Test marketing

Test marketing is like a trial run for a new campaign, product, or service to see if people like it before committing to a full launch – a bit like testing the waters before diving in!

Marketing
Test marketing

Test marketing is an essential part of product and marketing campaign development. It involves a limited, small-scale release of a new campaign, product, or service to gather valuable feedback from customers and determine its potential success before committing to a full scale launch. 

In this article, we’ll walk you through:

  • What is test marketing?
  • What are the advantages of test marketing?
  • What are the disadvantages of test marketing?
  • What types of test marketing are there?
  • When should you use test marketing?
  • What are the best tools to conduct test marketing?

Let’s jump in.

What is test marketing?

Test marketing

Test marketing is a method of testing a new marketing campaign, product, or service in a limited release before introducing it to your wider market. 

It's a way to see how customers respond to your new offering and make any necessary changes before committing to a full launch. Think of it as a trial run to see if people like what you're offering and if it's worth the investment to bring it fully to market. This can save your company time and resources, and ultimately help you deliver a better end product. 

What are the advantages of test marketing?

There are several key advantages to using test marketing. The main ones include:

  • Reduce risks: Test marketing allows you to test your campaign, product or service on a small scale before committing to a full-scale launch, reducing your risk of failure.
  • Gather customer feedback: Gain valuable feedback from customers, which can improve your campaign, product, or service before the full launch.
  • Improve product development: By testing your campaign, product, or service before the full launch, you can identify and resolve any issues, leading to a better, more refined end product.
  • Lower your costs: Test marketing is typically less expensive than a full-scale launch, as it only involves a smaller target market and a limited budget.
  • Better understand your target audience: Gain insights into your target audience’s preferences and buying habits and use this to refine your product and marketing strategy for your full launch.

What are the disadvantages of test marketing?

While test marketing has a range of advantages, it also has a few disadvantages. These include:

  • Limited market reach: Because you’re only testing with a small market, you may not get a full understanding of how your campaign, product, or service would perform with a larger audience. 
  • Customer confusion: If your campaign, product, or service is test marketed and you then make changes before the full launch, it can confuse customers who were introduced to the original version.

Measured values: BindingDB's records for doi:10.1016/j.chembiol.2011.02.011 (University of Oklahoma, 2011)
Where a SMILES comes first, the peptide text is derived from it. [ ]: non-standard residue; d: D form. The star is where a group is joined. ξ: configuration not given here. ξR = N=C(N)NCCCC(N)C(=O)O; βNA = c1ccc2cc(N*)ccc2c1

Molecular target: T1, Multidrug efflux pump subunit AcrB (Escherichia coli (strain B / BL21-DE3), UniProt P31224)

• Missed opportunities: If you don’t introduce your campaign, product, or service to the full audience quickly after the test marketing phase, it may miss potential sales and market opportunities.
  • Requires investment: While test marketing is less expensive than a full-scale launch, it still requires investment in resources, both human and financial. These costs can add up, and they don’t necessarily mean your final launch will lead to a successful outcome.
  • Negative impact on brand reputation: If your test marketing phase doesn’t go well, it may negatively affect your brand's reputation before the full launch. You can counter this by using a substitute brand in the test phase.
Test marketing

What types of test marketing are there? 

There are a variety of different test marketing options available. Let’s explore some of these tests now.

Types of test marketing

Concept testing

This involves testing the basic concept of a campaign, product, or service to determine if there’s enough interest to warrant further development. For example, if you wanted to test a marketing campaign, you could do a preference test and show your sample audience several concepts to see which one they prefer and why. These may be images, video, or audio files. From a product perspective, you could share specific product concepts and ask the audience which they prefer and why. 

Prototype testing

This involves testing a physical or working model of a digital product to determine its functionality and usability. This is a great option if you want to test something like a new website, or feature in an application. 

Prototype Testing
Prototype testing in UsabilityHub.

Limited release

This involves introducing the product or service to a few customers or in a limited geographic area, intending to expand the product's reach if it’s successful.

Email or direct mail testing

This involves testing the response rate to a direct mail marketing campaign. Other examples include testing onboarding messaging with a sample of your target audience to understand what resonates. 

Split testing or A/B testing

This involves creating two variations of a campaign, product, or marketing message and then randomly dividing your target market into two groups and testing a variation with each group.

A/B testing

Pilot testing

This involves testing the product or service in a real-world setting, typically with a select group of customers, to determine its viability. An example of this would be if you had a food product and you went to a shopping center to taste test and gather in-person feedback. 

When to use test marketing

It’s a good idea to conduct test marketing as early as possible in the development of your campaign or product. Doing this at the beginning of the development process helps you make any changes or pivot before you invest too much time or resources.